A 28-year-old Russian woman was supposed to be put on a saline drip during a routine surgery last month. Instead, doctors mistakenly gave her formalin solution, which contains formaldehyde, which is used in embalming.
Ekaterina Feyaeva suffered from convulsions and her organs began to fail, before she died on Thursday, according to Russian news agency Tass.
Here's what you need to know about the potentially lethal substance, formalin.
1. What is formaldehyde?
Formaldehyde is a naturally occurring gas and a person can be exposed to it by breathing it in, or through skin contact.
This can happen when one is outdoors, especially in smog, or through smoking cigarettes or other tobacco products.
Formaldehyde is released into the air by burning wood, kerosene or natural gas, as well as from car or diesel exhaust.
E-cigarettes are also said to contain the toxic chemical.
However, the United States' National Cancer Institute has said that the concentrations of formaldehyde in the environment are generally too low to be a serious health concern.
2. What is formalin and where can it be found?
Formalin is a toxic, colourless solution that is derived by dissolving formaldehyde gas in water.
According to the United States National Library of Medicine, formaldehyde is used in the manufacture of pesticides, fertilisers, glue, paper and paint, among other products.
It is also used in the preservation of certain food items to keep them fresh, and is also commonly found in embalming fluid used to preserve dead bodies.
3. What are the effects of formalin exposure?
Formalin and formaldehyde are considered toxic when inhaled, swallowed, or when high concentrations of the chemical comes into contact with the skin.
Breathing its vapour may cause burning, stinging or itching sensations in the eyes and nose, a sore throat, asthma and other symptoms.
Skin contact with formaldehyde can cause skin rashes and allergic skin reactions.
Serious inhalation or ingestion can cause severe pain with inflammation, ulceration and necrosis of the mucous membranes, which line almost every internal organ, according to Bali's BIMC Hospital.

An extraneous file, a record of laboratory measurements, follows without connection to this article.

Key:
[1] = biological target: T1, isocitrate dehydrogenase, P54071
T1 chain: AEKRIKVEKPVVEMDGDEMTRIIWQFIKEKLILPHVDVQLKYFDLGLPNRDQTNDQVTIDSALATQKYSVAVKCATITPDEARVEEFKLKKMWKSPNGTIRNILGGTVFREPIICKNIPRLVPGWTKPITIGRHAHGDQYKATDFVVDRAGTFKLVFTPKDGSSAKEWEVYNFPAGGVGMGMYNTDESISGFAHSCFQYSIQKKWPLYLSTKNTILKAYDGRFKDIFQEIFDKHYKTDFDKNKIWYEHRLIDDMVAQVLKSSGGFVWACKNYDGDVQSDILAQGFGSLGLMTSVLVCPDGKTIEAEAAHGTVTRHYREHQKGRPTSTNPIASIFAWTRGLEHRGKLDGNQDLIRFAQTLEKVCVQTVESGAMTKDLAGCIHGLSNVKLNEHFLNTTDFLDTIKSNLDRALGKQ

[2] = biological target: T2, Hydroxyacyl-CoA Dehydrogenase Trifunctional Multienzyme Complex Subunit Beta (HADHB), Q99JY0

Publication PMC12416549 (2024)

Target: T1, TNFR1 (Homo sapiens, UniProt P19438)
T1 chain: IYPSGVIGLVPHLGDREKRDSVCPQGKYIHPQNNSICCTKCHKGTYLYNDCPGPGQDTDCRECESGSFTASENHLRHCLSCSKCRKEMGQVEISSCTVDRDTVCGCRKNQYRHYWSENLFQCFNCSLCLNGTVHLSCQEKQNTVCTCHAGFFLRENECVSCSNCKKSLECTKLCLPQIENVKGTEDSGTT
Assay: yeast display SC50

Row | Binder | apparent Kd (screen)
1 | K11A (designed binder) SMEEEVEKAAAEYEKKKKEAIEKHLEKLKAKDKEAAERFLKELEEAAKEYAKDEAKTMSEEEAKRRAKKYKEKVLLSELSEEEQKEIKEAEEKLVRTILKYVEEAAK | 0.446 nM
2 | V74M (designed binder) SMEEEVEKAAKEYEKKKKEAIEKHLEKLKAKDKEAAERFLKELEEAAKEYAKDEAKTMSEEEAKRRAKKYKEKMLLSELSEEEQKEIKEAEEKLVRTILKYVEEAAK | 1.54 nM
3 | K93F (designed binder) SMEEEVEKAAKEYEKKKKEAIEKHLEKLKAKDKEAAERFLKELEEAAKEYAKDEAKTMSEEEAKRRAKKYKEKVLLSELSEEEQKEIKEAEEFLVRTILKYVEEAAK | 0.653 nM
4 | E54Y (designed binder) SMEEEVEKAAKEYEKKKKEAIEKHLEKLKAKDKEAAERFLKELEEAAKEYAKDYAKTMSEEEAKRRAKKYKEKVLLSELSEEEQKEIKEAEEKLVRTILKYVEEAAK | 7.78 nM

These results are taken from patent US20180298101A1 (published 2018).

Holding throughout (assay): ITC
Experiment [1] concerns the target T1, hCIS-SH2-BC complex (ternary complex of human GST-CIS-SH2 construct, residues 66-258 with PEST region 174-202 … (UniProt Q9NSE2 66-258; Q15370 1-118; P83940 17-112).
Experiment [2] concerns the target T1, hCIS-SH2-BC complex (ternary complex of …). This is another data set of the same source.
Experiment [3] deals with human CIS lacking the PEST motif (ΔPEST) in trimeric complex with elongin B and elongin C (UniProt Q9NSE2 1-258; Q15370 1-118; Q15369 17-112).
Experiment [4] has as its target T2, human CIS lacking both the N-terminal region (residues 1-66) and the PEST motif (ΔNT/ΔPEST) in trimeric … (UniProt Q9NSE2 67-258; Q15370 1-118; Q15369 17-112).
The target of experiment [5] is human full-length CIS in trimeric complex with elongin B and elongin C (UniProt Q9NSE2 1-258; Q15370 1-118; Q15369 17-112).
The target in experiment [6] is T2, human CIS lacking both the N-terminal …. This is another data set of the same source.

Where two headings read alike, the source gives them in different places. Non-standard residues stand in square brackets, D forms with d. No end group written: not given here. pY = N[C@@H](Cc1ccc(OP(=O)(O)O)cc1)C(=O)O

This could result in nausea, vomiting of blood, diarrhoea, blood in the urine, circulatory failure and death.
4. What is considered a lethal dose of formalin?
Ingesting as little as 30ml of solution containing 37 per cent of formaldehyde is enough to kill an adult, according to the United States Agency for Toxic Substances and Disease Registry.
The short-term exposure limit that is still safe for humans is about 2 ppm (parts per million) for 15 minutes.
5. What should I do if I have a reaction to formaldehyde?
If you have inhaled formaldehyde, move away from the contaminated area. Artificial respiration may be needed for someone who has inhaled the gas.
If your skin or hair comes into contact with formaldehyde, remove contaminated clothing and wash the affected area under running water.
In the case of eye contact, flush the affected eye continuously with running water for at least 15 minutes and seek help from a doctor immediately.
And if swallowed, do not induce vomiting.
6. How is formalin used in embalming?
According to the Australian Department of Health, formalin is used during the embalming process as a disinfectant and a preservative.
Embalming fluid often contains a mixture of other chemicals such as methanol and ethanol, as well as water.
According to the New York Times, embalmers inject at least 11.3 litres of the fluid into a cadaver's arterial system and body cavity. This helps to preserve the body for a limited time for wakes and funerals.
7. What are the other potential dangers of formaldehyde?
Formaldehyde is a highly reactive, flammable gas, which means it can become a fire hazard when exposed to flame or heat.
Similarly, formaldehyde solutions can be flammable when there are high concentrations of formaldehyde or methanol.